When I was potty training my kids, each of them reacted differently.  One of them chose to completely ignore the potty sitting in the middle of the room and defiantly chose to use the floor right next to it. The message was clear: ‘I can control this, but I will choose where and when’ – message quickly received.  Another of my kids explained to me that they know I want them to use the potty but they prefer their diaper (those are the exact words used as they felt they needed to explain to me why this is a doomed venture and I somehow don’t get it).  But one of my children thanked me each and every time. 

With this child, I would remind him of the potty as clearly as I could.  Often, that would take the shape of my saying ‘do you have to pee’ every few minutes and his answering “no, thank you.”  It was never just a yes or no answer, it was always followed with a ‘thank you’. I couldn’t tell if I should correct him because I wasn’t sure it was incorrect.  He somehow heard my question to him as an invitation, or maybe he heard my question as a consideration of him. I’m not sure, but without doubt his ‘thank you’ made me explore what my question meant.  Was I worried about having to clean up a mess next to the potty? Was I worried that he would never train and would somehow be marching down the aisle to his chuppah in a diaper? Was I worried that if he didn’t train by a certain age then I had failed as a mother?  Was I worried about him or me?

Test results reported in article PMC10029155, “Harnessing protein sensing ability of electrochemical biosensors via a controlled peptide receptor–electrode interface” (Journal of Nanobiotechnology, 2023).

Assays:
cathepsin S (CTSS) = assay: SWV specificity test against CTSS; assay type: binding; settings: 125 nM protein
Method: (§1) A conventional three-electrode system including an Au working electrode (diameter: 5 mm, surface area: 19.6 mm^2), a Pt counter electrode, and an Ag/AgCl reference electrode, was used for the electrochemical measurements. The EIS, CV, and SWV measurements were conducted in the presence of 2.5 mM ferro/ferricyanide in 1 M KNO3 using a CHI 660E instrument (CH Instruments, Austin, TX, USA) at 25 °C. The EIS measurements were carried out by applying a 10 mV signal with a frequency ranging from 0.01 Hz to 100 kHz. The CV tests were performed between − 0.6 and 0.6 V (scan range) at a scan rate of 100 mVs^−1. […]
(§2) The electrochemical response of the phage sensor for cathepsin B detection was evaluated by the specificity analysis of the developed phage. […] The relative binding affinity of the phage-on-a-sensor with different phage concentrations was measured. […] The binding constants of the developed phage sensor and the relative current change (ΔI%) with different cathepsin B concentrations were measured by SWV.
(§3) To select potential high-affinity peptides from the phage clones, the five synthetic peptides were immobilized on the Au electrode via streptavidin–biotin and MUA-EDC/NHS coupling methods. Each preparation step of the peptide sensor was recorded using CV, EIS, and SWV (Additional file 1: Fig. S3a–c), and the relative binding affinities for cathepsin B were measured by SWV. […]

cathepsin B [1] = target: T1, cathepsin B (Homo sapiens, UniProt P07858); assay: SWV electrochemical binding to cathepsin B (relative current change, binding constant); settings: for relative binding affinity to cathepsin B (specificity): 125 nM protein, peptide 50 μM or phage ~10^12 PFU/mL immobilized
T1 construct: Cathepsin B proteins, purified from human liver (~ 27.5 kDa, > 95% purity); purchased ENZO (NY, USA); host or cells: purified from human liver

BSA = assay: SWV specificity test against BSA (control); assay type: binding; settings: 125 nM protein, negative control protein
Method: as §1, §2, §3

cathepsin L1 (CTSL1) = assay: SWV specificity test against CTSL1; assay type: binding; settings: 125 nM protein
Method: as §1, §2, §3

He gifted me the ‘thank you’ because he heard me inviting him to an action.  He heard that I had extended to him with consideration. His ‘thank you’ humbled me and I have never treated gratitude the same way since then.